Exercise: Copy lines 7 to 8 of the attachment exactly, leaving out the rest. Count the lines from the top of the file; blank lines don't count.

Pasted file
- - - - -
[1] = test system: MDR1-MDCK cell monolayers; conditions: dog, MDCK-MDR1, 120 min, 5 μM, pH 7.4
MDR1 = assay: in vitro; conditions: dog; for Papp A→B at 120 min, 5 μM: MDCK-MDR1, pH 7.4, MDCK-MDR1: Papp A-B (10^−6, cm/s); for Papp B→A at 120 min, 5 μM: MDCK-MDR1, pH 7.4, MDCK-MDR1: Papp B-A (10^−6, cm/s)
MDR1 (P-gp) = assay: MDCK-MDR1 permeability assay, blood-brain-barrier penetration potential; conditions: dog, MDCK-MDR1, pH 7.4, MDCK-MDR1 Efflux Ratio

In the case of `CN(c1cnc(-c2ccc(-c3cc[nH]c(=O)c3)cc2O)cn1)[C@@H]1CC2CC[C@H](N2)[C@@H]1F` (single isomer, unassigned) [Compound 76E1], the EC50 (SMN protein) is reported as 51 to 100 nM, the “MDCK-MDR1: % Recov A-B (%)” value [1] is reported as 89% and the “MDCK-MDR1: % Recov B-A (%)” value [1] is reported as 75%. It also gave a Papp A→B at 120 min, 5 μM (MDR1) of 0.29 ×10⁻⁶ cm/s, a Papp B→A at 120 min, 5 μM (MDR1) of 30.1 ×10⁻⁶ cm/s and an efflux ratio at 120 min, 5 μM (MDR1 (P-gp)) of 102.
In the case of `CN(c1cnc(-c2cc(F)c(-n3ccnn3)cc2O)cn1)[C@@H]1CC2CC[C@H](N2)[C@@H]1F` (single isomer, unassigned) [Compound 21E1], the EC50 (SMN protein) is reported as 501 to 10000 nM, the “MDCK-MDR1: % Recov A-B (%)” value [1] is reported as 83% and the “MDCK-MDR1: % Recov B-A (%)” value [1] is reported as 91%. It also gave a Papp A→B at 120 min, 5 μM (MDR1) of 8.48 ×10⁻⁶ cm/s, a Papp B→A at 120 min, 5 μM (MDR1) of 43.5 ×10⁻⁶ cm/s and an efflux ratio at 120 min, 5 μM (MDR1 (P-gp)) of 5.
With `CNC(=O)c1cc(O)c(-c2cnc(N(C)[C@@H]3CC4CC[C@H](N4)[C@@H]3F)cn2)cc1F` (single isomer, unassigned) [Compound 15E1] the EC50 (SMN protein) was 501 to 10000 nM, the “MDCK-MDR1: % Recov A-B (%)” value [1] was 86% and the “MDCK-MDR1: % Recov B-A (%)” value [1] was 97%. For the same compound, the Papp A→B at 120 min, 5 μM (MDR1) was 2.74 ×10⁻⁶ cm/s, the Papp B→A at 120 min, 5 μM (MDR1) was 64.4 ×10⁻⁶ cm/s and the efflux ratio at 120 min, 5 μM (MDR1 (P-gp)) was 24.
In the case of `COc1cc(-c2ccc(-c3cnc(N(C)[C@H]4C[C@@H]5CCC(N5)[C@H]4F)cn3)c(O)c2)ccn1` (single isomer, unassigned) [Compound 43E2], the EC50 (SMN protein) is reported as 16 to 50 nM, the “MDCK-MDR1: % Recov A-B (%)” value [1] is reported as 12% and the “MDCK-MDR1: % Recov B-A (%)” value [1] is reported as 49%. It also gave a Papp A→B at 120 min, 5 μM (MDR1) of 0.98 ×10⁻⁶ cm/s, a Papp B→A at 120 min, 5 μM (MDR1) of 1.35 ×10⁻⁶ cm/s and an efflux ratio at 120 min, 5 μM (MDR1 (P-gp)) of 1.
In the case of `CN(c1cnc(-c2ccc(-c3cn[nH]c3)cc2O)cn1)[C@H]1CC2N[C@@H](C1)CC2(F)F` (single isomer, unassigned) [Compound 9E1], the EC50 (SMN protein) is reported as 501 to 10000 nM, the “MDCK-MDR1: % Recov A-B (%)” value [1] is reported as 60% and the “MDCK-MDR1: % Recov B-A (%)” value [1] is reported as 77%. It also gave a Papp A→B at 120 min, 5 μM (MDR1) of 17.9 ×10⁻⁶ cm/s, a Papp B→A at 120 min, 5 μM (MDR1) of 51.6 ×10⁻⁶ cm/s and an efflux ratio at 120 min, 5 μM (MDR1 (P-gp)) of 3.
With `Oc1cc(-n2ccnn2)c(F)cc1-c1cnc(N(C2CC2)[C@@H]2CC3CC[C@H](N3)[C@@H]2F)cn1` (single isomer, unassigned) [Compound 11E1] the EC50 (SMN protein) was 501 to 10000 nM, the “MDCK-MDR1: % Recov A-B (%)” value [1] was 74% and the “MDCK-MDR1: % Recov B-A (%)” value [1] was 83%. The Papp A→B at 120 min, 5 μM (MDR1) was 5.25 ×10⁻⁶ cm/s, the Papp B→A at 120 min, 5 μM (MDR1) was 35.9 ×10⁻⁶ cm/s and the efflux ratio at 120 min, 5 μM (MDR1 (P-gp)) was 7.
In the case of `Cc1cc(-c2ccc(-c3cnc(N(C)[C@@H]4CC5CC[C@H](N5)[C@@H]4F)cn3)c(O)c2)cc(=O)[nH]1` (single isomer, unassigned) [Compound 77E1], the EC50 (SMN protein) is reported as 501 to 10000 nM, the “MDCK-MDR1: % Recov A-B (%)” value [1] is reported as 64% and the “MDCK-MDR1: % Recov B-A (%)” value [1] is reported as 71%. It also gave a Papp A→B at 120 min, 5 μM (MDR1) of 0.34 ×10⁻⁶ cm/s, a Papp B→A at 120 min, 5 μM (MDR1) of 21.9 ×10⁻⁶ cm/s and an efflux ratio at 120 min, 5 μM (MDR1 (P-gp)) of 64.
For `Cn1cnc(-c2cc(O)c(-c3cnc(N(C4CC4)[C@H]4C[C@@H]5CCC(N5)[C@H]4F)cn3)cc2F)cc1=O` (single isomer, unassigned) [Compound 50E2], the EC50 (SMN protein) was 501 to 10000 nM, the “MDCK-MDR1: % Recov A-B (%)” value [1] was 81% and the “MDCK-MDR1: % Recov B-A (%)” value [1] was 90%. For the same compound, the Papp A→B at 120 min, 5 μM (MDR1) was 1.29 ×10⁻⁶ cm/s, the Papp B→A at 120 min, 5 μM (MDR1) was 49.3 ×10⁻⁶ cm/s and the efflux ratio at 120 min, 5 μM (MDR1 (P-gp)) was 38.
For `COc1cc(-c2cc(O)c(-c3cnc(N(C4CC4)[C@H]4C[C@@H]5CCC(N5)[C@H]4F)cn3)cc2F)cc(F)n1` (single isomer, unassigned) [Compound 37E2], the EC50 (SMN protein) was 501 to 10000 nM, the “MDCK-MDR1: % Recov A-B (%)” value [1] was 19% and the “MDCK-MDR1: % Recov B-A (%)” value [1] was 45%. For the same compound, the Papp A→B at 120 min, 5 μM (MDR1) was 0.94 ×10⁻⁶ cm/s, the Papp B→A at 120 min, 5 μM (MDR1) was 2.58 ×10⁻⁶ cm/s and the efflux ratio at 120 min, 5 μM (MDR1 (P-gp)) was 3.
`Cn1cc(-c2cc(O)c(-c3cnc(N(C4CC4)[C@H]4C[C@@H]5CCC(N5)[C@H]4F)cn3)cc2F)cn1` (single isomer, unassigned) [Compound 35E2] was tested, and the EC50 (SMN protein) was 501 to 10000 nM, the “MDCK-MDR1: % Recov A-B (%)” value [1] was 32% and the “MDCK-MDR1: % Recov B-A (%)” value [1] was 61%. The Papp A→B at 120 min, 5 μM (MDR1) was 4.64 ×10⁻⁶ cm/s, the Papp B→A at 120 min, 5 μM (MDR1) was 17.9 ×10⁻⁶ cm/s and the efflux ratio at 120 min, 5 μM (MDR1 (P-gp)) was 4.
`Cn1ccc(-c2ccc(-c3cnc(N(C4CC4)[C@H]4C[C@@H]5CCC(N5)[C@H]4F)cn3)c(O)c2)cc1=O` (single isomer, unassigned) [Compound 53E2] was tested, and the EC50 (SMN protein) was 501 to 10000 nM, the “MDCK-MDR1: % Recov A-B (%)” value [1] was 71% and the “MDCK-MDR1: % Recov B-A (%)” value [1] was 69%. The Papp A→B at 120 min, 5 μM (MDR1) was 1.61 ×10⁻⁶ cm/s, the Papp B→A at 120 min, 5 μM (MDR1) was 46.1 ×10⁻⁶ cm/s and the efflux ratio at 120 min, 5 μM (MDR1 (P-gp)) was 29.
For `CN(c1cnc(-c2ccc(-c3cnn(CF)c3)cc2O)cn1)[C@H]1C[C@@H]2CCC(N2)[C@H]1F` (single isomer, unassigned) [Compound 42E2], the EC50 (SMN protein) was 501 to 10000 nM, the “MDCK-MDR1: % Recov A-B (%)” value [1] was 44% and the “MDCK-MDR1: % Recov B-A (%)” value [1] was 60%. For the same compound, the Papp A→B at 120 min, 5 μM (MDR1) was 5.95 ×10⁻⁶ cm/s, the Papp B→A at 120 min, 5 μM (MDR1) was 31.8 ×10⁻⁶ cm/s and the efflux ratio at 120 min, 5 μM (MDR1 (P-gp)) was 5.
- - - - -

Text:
In the case of `COc1cc(-c2ccc(-c3cnc(N(C)[C@H]4C[C@@H]5CCC(N5)[C@H]4F)cn3)c(O)c2)ccn1` (single isomer, unassigned) [Compound 43E2], the EC50 (SMN protein) is reported as 16 to 50 nM, the “MDCK-MDR1: % Recov A-B (%)” value [1] is reported as 12% and the “MDCK-MDR1: % Recov B-A (%)” value [1] is reported as 49%. It also gave a Papp A→B at 120 min, 5 μM (MDR1) of 0.98 ×10⁻⁶ cm/s, a Papp B→A at 120 min, 5 μM (MDR1) of 1.35 ×10⁻⁶ cm/s and an efflux ratio at 120 min, 5 μM (MDR1 (P-gp)) of 1.
In the case of `CN(c1cnc(-c2ccc(-c3cn[nH]c3)cc2O)cn1)[C@H]1CC2N[C@@H](C1)CC2(F)F` (single isomer, unassigned) [Compound 9E1], the EC50 (SMN protein) is reported as 501 to 10000 nM, the “MDCK-MDR1: % Recov A-B (%)” value [1] is reported as 60% and the “MDCK-MDR1: % Recov B-A (%)” value [1] is reported as 77%. It also gave a Papp A→B at 120 min, 5 μM (MDR1) of 17.9 ×10⁻⁶ cm/s, a Papp B→A at 120 min, 5 μM (MDR1) of 51.6 ×10⁻⁶ cm/s and an efflux ratio at 120 min, 5 μM (MDR1 (P-gp)) of 3.